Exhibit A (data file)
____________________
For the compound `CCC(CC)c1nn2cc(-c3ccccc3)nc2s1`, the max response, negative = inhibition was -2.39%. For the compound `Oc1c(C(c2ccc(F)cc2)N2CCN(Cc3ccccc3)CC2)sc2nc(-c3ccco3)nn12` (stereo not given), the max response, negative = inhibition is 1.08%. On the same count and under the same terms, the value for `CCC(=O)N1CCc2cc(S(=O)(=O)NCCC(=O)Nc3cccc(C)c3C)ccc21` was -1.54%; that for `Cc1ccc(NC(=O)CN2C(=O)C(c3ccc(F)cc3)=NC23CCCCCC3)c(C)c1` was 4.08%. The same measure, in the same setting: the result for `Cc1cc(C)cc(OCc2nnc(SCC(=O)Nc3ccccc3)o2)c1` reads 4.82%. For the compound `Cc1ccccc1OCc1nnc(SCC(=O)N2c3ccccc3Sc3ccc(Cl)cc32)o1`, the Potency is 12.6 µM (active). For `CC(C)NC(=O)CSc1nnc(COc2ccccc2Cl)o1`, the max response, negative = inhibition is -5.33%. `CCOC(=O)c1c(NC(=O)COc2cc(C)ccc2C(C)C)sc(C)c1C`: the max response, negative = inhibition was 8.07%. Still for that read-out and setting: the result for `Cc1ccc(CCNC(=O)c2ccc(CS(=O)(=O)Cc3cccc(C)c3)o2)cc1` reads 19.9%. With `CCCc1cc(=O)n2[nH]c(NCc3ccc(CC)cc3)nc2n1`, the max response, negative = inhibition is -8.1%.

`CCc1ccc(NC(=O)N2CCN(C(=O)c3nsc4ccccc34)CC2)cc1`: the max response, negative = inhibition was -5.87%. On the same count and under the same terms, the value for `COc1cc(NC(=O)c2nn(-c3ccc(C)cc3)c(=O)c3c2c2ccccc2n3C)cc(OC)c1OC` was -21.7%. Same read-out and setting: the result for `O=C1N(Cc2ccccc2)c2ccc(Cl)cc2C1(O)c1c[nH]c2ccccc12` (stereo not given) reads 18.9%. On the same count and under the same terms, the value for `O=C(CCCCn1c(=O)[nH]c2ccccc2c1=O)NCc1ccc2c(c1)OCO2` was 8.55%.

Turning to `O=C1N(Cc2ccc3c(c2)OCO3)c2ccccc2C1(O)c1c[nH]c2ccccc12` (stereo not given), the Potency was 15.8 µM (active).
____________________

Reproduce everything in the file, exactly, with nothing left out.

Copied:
For the compound `CCC(CC)c1nn2cc(-c3ccccc3)nc2s1`, the max response, negative = inhibition was -2.39%. For the compound `Oc1c(C(c2ccc(F)cc2)N2CCN(Cc3ccccc3)CC2)sc2nc(-c3ccco3)nn12` (stereo not given), the max response, negative = inhibition is 1.08%. On the same count and under the same terms, the value for `CCC(=O)N1CCc2cc(S(=O)(=O)NCCC(=O)Nc3cccc(C)c3C)ccc21` was -1.54%; that for `Cc1ccc(NC(=O)CN2C(=O)C(c3ccc(F)cc3)=NC23CCCCCC3)c(C)c1` was 4.08%. The same measure, in the same setting: the result for `Cc1cc(C)cc(OCc2nnc(SCC(=O)Nc3ccccc3)o2)c1` reads 4.82%. For the compound `Cc1ccccc1OCc1nnc(SCC(=O)N2c3ccccc3Sc3ccc(Cl)cc32)o1`, the Potency is 12.6 µM (active). For `CC(C)NC(=O)CSc1nnc(COc2ccccc2Cl)o1`, the max response, negative = inhibition is -5.33%. `CCOC(=O)c1c(NC(=O)COc2cc(C)ccc2C(C)C)sc(C)c1C`: the max response, negative = inhibition was 8.07%. Still for that read-out and setting: the result for `Cc1ccc(CCNC(=O)c2ccc(CS(=O)(=O)Cc3cccc(C)c3)o2)cc1` reads 19.9%. With `CCCc1cc(=O)n2[nH]c(NCc3ccc(CC)cc3)nc2n1`, the max response, negative = inhibition is -8.1%.

`CCc1ccc(NC(=O)N2CCN(C(=O)c3nsc4ccccc34)CC2)cc1`: the max response, negative = inhibition was -5.87%. On the same count and under the same terms, the value for `COc1cc(NC(=O)c2nn(-c3ccc(C)cc3)c(=O)c3c2c2ccccc2n3C)cc(OC)c1OC` was -21.7%. Same read-out and setting: the result for `O=C1N(Cc2ccccc2)c2ccc(Cl)cc2C1(O)c1c[nH]c2ccccc12` (stereo not given) reads 18.9%. On the same count and under the same terms, the value for `O=C(CCCCn1c(=O)[nH]c2ccccc2c1=O)NCc1ccc2c(c1)OCO2` was 8.55%.

Turning to `O=C1N(Cc2ccc3c(c2)OCO3)c2ccccc2C1(O)c1c[nH]c2ccccc12` (stereo not given), the Potency was 15.8 µM (active).